+Russell Holly, actually what you are describing is a common problem but it is actually a flaw in the simple Type-C battery pack and not necessarily the phone.

The battery pack, if it was implemented with USB Power Delivery and is connected to a USB PD phone like the Pixel, could identify that the other party is a dual-role device with a small battery like a phone and not a fixed power source like a wall charger and hold-off on draining from the phone.

If i were to design the pack, i'd allow the battery pack to just draw enough power to boot itself up until it can recognize the other device is a dual-role device without its own external power source using PD, and then stop charging. That way neither phone or the battery pack charge.

We could make the phone behave in the way you want... such that it only ever acts as a power sink until you explicitly ask to turn on power source and host mode, but that would mean that if you wanted to plug in a USB thumbdrive, or a USB accessory like, oh I don't know... USB-C digital headphones, they WOULDN'T work unless you explicitly change some setting first. You'd not even get any notification when you plugged in your USB-C headset because the port is fixed in sink-only mode, and it needs to supply power to the headset before the OS can even identify it as a headset.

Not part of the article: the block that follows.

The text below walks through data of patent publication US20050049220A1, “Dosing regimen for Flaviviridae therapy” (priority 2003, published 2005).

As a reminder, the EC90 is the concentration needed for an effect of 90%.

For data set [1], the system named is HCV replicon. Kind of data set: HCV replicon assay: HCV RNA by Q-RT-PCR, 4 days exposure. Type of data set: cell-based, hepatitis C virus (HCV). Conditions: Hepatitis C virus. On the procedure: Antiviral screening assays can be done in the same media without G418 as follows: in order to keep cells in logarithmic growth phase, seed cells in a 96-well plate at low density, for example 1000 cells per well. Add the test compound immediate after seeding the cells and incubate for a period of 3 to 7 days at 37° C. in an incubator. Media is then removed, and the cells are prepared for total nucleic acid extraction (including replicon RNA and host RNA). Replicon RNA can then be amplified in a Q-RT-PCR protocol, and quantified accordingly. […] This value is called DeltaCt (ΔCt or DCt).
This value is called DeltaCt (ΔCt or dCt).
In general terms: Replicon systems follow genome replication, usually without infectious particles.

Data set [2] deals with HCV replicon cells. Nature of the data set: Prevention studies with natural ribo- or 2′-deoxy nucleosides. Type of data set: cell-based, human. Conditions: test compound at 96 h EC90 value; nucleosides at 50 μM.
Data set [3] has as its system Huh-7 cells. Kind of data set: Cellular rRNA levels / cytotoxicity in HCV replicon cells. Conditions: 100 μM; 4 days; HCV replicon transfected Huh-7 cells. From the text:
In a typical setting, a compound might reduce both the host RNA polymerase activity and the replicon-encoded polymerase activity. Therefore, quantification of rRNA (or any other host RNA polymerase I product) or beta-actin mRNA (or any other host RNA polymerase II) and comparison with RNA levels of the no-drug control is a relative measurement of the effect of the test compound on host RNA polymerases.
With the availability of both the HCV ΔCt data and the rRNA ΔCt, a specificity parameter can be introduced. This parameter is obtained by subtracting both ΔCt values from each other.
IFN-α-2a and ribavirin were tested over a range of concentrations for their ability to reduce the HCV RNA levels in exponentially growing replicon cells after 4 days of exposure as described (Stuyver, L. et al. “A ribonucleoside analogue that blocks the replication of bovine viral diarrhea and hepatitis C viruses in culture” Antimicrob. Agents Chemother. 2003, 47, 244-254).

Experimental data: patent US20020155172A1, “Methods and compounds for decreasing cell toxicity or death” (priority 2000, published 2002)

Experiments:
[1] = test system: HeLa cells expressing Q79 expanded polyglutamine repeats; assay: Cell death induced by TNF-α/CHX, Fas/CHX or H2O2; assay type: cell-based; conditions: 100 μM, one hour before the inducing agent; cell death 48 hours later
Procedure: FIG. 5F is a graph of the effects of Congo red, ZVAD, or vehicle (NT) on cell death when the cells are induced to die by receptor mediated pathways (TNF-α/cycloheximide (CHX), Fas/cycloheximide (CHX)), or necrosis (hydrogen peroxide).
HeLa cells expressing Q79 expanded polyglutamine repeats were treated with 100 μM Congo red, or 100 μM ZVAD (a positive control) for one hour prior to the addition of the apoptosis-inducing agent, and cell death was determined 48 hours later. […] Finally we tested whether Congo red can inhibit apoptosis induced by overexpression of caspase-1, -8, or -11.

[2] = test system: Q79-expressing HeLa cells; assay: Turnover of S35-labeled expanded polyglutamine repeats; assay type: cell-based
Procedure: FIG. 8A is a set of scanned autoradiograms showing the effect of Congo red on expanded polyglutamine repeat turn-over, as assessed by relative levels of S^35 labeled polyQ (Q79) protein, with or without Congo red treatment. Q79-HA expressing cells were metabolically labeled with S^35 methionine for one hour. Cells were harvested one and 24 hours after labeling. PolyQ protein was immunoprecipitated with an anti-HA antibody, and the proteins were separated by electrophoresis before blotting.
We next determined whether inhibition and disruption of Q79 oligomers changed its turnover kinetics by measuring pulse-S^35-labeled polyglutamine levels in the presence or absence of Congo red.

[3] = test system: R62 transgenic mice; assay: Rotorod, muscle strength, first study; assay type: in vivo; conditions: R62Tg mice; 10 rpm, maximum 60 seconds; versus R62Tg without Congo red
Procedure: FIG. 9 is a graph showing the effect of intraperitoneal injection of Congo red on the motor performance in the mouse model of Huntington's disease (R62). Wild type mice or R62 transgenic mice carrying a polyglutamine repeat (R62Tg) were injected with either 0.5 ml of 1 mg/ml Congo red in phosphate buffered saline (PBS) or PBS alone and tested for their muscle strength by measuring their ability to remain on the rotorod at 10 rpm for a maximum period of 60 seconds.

These corner cases are hard to solve, but simplistic solutions like "phone always charges itself, never supply power" have pitfalls too!

There are really clever things that we can do if both phone and battery pack support Power Delivery.
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